Taking Responsibility

Freddy was demoted and pouted about it, blaming his demise on the system, on the weather, on his big brother, on anything or anybody he could point his finger at during the week.  He even went as far as to put down the woman who got his position.  No, he wouldn’t work with her because she’d never been a manager before.  He got another demotion.

Melissa missed her flight by :30.  It was her watch.  The traffic.  The dog’s water dish.  Her anger flares and her behavior matches that of a four-year-old who’s not gotten her way. How’s her time management?

The bill collectors are all over your phone number and driving you crazy.  You haven’t paid your credit card bill for three months.  You lost your job and don’t have the money.  You wanted and purchased a new flat-50″-screen t.v. instead of paying off your electrical bill.  Humm.

When life douses us with frustrating reality we sometimes point the finger at anything or anybody that comes into our mind because we don’t begin to believe that we’re in the wrong.  We’re good people and good people don’t pay bills late, miss airplanes, get demoted, get a speeding ticket, or other minor/major difficult situations that make our lives a crayon in a paintbrush world.  But we must take responsibility.  We must accept responsibility because we’ve made choices or decisions that have painted our canvas.

I get tired of people who don’t and won’t take responsibility for their lives.  I’ve been in some cringing situations in my life and I’ve had to make some decisions that I didn’t want to:  financial, personal, professional or other.  But, I did.  I’ve also been dependent when I need desperately to be independent, especially as an aging adult.  No one else is to blame for my current situation except for me.  I’m not going to blame the government, the economy, the down-turn,  the other person; I only have to look at myself though any reflection in any window or mirror and my face smiles back at me, and me alone.

Your successes and failures are a direct result of your choices in life.  How have you climbed above the average?  Some people may not “know” you, but they’ve seen you taking the steps to correct the wrong turn or make a positive impression.  Some people we don’t know have made a significant impression on the world, but then, their truth turns into lies.  Did they not know at the time that they would be responsible for not only the lives of others, but also of their own?  Absolutely, but they got caught up in hubris, in the image, in the glory  – whatever it would be.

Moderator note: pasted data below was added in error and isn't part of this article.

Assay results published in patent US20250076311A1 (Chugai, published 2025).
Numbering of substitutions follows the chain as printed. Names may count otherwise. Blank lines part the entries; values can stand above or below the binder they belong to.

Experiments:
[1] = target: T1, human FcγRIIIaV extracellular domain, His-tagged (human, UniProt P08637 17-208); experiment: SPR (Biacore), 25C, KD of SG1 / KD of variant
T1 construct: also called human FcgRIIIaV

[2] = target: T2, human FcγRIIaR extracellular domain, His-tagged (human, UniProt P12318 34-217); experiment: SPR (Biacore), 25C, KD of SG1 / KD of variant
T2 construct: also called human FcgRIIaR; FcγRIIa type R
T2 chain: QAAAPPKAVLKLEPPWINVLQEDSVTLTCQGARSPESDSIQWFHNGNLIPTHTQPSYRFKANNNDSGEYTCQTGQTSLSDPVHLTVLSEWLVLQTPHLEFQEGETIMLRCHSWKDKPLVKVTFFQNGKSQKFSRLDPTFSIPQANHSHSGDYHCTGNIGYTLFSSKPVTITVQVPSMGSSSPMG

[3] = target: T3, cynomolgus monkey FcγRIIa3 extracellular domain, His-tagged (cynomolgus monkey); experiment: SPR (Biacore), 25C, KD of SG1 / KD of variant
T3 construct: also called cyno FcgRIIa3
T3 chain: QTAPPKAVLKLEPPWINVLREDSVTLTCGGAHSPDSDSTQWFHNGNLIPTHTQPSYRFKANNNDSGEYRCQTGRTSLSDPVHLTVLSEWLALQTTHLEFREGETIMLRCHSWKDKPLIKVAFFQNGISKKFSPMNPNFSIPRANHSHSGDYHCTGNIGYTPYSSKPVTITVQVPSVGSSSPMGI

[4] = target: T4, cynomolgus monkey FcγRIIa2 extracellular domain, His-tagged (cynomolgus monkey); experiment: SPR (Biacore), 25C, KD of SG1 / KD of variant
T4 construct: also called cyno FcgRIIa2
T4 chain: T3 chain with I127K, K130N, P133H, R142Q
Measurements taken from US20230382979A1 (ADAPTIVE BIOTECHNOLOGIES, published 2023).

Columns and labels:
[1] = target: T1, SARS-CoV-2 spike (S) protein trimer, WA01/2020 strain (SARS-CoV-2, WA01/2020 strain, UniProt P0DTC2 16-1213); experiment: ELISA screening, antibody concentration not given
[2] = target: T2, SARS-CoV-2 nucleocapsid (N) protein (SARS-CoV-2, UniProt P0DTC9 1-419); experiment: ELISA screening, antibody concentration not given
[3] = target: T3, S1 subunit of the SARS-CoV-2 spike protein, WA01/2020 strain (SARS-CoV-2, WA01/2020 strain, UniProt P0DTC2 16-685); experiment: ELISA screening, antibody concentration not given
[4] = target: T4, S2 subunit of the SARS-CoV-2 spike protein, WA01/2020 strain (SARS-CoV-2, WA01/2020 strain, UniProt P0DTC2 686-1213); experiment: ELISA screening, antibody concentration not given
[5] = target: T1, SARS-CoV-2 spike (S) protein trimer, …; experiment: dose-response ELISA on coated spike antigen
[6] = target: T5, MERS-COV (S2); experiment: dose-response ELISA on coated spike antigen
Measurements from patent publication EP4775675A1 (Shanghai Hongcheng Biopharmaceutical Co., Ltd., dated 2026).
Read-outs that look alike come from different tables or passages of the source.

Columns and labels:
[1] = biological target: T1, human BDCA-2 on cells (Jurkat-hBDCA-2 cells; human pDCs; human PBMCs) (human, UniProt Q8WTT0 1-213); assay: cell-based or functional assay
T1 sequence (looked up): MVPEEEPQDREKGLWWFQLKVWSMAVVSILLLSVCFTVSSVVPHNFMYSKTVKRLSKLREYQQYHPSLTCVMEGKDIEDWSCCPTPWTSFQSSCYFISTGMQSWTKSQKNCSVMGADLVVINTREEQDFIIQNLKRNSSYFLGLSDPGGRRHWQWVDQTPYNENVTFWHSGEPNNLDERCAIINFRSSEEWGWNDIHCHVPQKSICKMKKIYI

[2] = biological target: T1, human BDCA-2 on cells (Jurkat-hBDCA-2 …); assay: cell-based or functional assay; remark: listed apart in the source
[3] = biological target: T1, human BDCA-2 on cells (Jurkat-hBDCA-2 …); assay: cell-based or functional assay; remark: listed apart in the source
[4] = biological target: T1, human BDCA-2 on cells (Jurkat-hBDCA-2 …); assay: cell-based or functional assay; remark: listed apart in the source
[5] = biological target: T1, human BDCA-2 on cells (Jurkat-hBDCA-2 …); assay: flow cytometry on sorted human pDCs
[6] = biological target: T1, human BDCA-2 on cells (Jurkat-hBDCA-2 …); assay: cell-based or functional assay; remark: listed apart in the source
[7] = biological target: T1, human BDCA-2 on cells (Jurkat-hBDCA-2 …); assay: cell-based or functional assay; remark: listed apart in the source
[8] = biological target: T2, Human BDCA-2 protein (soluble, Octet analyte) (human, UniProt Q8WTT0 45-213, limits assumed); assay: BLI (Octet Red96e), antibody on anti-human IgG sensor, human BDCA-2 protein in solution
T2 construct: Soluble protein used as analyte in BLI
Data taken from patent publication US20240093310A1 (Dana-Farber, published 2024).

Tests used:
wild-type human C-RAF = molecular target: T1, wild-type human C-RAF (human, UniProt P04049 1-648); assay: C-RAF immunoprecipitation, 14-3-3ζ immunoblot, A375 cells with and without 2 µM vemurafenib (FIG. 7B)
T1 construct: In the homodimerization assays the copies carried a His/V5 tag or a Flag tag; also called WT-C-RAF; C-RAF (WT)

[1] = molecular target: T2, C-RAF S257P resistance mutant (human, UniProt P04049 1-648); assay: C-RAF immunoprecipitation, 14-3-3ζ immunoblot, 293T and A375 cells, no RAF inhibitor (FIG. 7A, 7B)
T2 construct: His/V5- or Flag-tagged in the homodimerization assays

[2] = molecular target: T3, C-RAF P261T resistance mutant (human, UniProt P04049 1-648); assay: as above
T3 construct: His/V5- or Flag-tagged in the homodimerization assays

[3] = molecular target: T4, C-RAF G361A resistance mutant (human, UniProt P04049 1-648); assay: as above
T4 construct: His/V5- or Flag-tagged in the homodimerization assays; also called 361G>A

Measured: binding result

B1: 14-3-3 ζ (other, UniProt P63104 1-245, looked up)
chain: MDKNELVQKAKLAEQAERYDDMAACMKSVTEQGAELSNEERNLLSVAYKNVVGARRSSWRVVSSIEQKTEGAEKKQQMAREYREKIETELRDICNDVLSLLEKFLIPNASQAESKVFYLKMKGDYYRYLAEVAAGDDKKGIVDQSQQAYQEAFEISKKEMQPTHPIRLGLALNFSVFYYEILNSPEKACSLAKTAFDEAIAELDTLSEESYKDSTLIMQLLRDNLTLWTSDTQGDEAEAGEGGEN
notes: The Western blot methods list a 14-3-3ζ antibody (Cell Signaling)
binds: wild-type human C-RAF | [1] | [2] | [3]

Stand up for yourself.  When you find yourself in a quandary – and we’ve all had them, and will have them again – face up to the facts of your life.  I’m not 100 percent proud of all of my actions, but I pay the price, I face the facts and I take responsibility for my being.

In a spend, spend world, save.  In a keep-up-with-the-Facebook-buddies environment, set a positive and impressionable standard.  Your values say more about you than imagine.

A seven-year friend turned on me – not really at me – but at a situation we were both involved with and she hurt my feelings.  She didn’t and still hasn’t taken responsibility for her behavior that cost her the client that I had. She’s had a history of run-in’s with other people in different walks of life and yet she wants the world to follow how she does everything; she not a good team player.  It’s sad.  She blames the world instead of herself.

We can point the finger at the neighbor, the co-worker, the headache, or something for days or weeks.  We can rant and rave about a situation that we put ourselves in and it won’t do any good.  No good will come of it, except maybe that you feel better.

Tom lost a sale and took responsibility for the loss.  He wasn’t prepared and it showed; they chose a different vendor. He apologized to his team, his manager and the department.   He moved on, made a positive impression on the prospect as well as his team and rose above the loss.  He’ll have more wins than loses.  Evelyn didn’t make Dean’s List  her third quarter because she decided to go away for the weekend instead of finishing her paper.  She lost, she knew it was her fault.  She faced facts, buckled down and made it fourth quarter. You can help yourself.

Taking responsibility would help Freddy, Melissa, the accounts payable. It’s all about you, your behavior, your actions and reactions and your choices.  Here’s to you, here’s to taking responsibility for your life.

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